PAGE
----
Russia is not at war with Chechnya only to stamp out Islamic rebel forces. Chechnya is situated at the heart of a region vital for securing trade routes to the vast oil reserves in the Caspian Sea. Alex Smailes witnesses the civilian suffering, in September 1999, at the start of the Russian offensive
An Ingush soldier looks over the oil fields in Ingushetia. Previously Ingushetia was part of the Chechen-Ingush Autonomous Republic. When Chechnya declared its independence from Russia in 1991, shortly before the break-up of the USSR, the Ingush separated from Chechnya and formed their own republic. Today Ingushetia is one of 21 Russian republics. Controlling Chechnya is important to Russia as losing control risks the destabilisation of the entire Russian Federation. Chechnya is one of many `hot spots' where ethnic minorities are threatening to rebel against Moscow's rule. Russia fears that there could be a widespread challenge to its territory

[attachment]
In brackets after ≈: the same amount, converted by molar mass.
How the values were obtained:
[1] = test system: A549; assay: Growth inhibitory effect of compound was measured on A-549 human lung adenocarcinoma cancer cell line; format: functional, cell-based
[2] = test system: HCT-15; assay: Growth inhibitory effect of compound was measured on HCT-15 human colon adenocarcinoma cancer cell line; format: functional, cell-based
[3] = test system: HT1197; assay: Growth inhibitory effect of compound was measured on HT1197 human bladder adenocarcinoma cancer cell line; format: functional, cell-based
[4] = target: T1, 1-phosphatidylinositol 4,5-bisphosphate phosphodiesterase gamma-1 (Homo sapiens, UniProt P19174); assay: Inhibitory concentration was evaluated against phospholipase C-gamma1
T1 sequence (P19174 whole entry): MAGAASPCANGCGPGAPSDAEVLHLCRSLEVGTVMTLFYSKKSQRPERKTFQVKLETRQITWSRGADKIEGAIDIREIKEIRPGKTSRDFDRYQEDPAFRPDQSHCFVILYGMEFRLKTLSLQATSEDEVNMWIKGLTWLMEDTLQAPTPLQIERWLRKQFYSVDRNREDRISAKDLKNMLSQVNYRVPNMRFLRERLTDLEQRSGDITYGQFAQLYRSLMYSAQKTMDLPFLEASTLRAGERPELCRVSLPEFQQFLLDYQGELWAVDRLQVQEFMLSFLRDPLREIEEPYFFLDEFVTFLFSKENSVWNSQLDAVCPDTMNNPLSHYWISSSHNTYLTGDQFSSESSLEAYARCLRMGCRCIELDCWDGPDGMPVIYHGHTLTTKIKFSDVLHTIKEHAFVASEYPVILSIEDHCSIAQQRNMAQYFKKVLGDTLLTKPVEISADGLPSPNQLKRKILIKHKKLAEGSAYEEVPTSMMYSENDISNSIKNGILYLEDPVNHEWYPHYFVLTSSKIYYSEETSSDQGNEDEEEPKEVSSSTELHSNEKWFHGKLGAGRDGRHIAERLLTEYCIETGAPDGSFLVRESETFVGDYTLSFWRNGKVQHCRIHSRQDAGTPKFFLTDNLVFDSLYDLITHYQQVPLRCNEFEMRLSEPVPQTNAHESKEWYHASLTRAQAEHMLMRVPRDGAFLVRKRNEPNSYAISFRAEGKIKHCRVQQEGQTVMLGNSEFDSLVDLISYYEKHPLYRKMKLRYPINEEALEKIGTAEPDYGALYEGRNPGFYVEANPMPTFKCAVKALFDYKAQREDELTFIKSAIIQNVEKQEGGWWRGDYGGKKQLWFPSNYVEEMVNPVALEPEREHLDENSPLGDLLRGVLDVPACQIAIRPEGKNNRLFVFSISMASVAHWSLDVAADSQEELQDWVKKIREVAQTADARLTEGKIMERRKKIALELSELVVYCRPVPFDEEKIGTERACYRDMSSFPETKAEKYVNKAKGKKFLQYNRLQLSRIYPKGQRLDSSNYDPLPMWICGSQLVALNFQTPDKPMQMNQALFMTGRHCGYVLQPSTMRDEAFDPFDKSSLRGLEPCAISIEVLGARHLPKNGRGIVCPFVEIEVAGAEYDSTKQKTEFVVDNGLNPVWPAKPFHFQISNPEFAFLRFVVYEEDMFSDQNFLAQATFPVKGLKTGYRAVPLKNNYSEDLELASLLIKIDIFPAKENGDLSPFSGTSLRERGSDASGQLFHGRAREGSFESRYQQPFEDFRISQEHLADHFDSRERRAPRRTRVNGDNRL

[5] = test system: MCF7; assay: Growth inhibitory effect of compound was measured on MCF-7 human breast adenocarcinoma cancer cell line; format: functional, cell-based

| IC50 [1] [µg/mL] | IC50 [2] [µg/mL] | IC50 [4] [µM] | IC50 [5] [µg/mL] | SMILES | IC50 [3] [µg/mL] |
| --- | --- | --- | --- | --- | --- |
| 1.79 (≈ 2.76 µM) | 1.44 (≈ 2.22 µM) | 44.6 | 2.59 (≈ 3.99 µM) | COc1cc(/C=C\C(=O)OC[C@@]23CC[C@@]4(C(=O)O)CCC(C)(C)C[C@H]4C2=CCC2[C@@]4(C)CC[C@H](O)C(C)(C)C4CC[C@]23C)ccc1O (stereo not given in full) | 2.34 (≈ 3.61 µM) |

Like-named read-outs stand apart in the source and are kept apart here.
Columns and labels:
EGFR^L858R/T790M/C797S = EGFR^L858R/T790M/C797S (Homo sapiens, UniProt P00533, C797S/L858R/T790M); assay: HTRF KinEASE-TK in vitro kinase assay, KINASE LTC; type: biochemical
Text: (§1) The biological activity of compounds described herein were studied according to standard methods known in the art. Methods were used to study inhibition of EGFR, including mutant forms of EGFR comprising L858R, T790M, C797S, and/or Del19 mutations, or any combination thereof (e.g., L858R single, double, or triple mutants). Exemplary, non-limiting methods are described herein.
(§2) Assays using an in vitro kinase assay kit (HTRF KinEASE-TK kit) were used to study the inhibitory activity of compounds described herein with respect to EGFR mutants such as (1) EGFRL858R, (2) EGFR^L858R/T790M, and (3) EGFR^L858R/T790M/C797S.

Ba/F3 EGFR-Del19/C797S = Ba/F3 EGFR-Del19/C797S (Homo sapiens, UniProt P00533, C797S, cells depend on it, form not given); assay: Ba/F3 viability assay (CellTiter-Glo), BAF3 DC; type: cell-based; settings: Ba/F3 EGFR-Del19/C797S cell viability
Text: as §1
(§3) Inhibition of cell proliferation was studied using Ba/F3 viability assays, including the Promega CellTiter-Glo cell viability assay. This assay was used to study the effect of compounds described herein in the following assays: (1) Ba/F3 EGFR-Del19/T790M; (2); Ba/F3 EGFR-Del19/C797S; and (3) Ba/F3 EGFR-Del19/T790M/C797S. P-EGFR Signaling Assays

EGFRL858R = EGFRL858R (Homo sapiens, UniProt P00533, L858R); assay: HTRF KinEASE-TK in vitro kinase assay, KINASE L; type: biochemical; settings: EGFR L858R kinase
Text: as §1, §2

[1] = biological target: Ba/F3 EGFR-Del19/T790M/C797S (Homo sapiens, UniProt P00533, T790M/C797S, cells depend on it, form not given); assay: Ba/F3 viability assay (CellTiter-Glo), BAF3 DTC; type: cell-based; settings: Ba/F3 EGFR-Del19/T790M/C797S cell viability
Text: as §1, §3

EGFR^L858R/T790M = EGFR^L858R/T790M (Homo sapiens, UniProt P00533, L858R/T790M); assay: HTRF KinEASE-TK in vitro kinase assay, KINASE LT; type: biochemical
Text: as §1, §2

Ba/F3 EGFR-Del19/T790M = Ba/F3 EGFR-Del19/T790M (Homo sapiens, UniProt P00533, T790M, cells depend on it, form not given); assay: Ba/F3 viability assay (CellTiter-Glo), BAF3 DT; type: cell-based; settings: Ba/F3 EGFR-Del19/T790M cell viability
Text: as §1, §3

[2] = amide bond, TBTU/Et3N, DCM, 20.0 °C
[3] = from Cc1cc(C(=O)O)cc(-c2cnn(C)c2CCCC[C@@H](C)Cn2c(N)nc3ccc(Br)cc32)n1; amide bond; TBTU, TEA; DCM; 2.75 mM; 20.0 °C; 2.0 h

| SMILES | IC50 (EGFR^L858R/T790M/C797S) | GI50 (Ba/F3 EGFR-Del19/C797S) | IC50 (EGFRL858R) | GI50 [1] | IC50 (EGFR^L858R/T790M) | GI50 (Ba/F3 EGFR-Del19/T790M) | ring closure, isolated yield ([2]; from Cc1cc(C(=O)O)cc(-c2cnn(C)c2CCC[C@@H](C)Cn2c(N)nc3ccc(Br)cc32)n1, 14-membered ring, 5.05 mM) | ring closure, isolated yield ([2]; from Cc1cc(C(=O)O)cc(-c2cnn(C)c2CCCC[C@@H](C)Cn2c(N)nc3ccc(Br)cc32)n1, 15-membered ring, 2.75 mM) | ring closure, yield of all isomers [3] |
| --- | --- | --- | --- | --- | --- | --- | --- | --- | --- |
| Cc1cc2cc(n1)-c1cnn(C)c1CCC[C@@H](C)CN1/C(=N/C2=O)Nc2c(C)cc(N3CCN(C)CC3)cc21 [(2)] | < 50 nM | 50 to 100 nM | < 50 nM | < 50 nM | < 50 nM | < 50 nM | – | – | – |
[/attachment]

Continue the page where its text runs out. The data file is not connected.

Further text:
Mustafa, aged 12, was injured in the leg in eastern Chechnya. He is pictured here in the children's hospital in Grozny with his favourite toy, a plastic gun. Casualty figures vary according to which side issues them. By the beginning of this year, Chechens claimed 15,000 dead; 38,000 injured and 220,000 refugees
Ismail, aged four, is taken care of in the Republic Surgery hospital in Grozny. Dr Lesma Muslimov, the most highly respected surgeon in Chechnya confesses to a terrible reality: "Relatives have to pay for medicine and bandages and some of the poorer families can't afford even this. They take their injured away and we never see them again. I don't know what happens to them."
This old man, Isa Musayeve was on holiday visiting his brother Idris when the bombing raids started in eastern Chechnya. His brother, who was driving, was not able to take cover in time and was killed in a neighbour's yard along with another woman. …